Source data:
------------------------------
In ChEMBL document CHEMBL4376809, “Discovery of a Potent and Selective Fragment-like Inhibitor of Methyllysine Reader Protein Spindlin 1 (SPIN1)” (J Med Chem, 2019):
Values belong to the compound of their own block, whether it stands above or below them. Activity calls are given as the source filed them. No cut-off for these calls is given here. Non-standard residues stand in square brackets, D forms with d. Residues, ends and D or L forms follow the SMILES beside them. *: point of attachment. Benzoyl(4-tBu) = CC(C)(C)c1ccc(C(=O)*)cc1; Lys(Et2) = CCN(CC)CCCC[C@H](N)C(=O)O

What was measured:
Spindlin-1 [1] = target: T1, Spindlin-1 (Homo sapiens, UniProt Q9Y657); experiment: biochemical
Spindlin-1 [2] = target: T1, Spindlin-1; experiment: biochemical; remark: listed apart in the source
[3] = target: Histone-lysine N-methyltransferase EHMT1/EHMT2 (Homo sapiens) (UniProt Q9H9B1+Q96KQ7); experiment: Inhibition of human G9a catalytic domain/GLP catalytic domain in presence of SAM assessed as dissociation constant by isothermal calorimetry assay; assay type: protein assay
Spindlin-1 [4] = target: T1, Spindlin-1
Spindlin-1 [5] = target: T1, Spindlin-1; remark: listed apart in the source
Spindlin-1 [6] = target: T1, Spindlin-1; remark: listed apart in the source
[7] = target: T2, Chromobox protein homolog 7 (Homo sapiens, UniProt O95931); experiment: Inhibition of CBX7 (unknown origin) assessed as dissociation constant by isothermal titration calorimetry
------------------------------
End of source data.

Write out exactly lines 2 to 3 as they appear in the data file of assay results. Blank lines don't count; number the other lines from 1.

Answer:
Values belong to the compound of their own block, whether it stands above or below them. Activity calls are given as the source filed them. No cut-off for these calls is given here. Non-standard residues stand in square brackets, D forms with d. Residues, ends and D or L forms follow the SMILES beside them. *: point of attachment. Benzoyl(4-tBu) = CC(C)(C)c1ccc(C(=O)*)cc1; Lys(Et2) = CCN(CC)CCCC[C@H](N)C(=O)O

What was measured: